The number of mothers unnecessarily missing out on 'vital' pension rights because of a change in the child benefit rules has doubled in the last two years, according to Royal London.
Following the publication on Friday of the latest child benefit statistics from HM Revenue & Customs (HMRC), the mutual insurer has calculated this means these mothers are set to lose hundreds of millions of pounds in retirement.
In November, Royal London published a policy paper entitled The Mothers Missing out on Millions, which highlighted how mothers in higher-income families were giving up claiming child benefit.
Royal London policy director Steve Webb explained this was the result of the introduction in January 2013 of the ‘High Income Child Benefit Tax Charge' - a rule that means couples where one partner earns more than £60,000 per year have the value of their child benefit wiped out by a tax charge.
"In response, growing numbers of mothers starting a family since January 2013 have declined to claim child benefit at all," he added. "But this means they are missing out on vital National Insurance credits towards their state pension. Each year missed could cost 1/35th of the value of the state pension - around £231 per year or more than £4,600 over the course of a typical 20 year retirement."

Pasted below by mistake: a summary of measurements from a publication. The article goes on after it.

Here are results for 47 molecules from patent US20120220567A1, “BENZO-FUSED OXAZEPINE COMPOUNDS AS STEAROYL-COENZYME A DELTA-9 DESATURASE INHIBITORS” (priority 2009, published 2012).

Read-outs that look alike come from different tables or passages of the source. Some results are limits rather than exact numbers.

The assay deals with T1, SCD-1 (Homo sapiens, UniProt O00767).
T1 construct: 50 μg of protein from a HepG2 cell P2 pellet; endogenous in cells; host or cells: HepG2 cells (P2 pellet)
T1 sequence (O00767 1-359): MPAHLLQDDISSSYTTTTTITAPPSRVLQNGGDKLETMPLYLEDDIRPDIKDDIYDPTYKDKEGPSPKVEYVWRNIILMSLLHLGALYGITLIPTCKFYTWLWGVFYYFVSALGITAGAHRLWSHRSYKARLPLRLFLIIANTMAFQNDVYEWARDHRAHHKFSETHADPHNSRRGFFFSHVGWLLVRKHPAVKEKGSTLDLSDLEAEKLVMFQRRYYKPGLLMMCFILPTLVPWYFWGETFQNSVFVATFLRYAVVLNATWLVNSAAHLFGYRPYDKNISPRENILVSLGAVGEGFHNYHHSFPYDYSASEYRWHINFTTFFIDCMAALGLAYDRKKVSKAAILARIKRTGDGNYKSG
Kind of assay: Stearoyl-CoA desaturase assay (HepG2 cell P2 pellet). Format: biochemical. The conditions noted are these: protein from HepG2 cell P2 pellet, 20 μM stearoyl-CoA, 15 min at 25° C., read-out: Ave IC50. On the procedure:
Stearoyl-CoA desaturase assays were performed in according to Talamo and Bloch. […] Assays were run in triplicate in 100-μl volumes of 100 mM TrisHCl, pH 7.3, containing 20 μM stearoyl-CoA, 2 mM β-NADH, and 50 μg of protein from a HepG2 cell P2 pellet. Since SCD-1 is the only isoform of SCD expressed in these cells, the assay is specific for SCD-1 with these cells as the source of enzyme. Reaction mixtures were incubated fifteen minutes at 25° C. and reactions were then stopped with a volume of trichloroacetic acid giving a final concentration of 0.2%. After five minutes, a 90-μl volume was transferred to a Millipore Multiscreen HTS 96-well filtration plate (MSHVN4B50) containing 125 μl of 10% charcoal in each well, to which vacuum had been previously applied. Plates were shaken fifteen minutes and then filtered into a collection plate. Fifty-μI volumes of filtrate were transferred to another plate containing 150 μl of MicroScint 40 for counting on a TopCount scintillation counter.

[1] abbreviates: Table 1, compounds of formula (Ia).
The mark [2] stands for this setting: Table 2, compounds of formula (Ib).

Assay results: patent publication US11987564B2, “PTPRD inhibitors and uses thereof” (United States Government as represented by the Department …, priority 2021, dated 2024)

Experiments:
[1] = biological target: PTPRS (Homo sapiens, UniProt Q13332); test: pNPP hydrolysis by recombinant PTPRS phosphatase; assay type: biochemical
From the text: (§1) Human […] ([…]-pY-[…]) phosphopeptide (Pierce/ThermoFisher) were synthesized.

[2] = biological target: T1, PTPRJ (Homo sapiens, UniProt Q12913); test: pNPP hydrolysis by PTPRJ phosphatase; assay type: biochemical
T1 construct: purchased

‘System no longer working'
According to Webb, Friday's figures show the problem is growing. "Prior to the 2013 changes, the number of families receiving child benefit had risen every year since 2007," he said. "Since then, the number has been falling."
Webb pointed to HMRC's own admission the number of children for whom child benefit is being paid is now at its lowest level since it began producing those statistics in 2003.
Based on the new figures, Royal London estimated the number of mothers missing out on credits towards their state pension now stands at around 50,000.
"This risks setting back the cause of equality for mothers by a generation," said Webb. "HMRC was alerted to this problem last year and has done nothing about it. These new figures are a damning indictment of a system that is no longer working for families. The government needs to take urgent action to ensure mothers receive the pension protection to which they are entitled."
'Can help iron out rough edges'
How do mergers affect investors?
Our video series continues
Three advisers have their say…
Regulator's data bulletin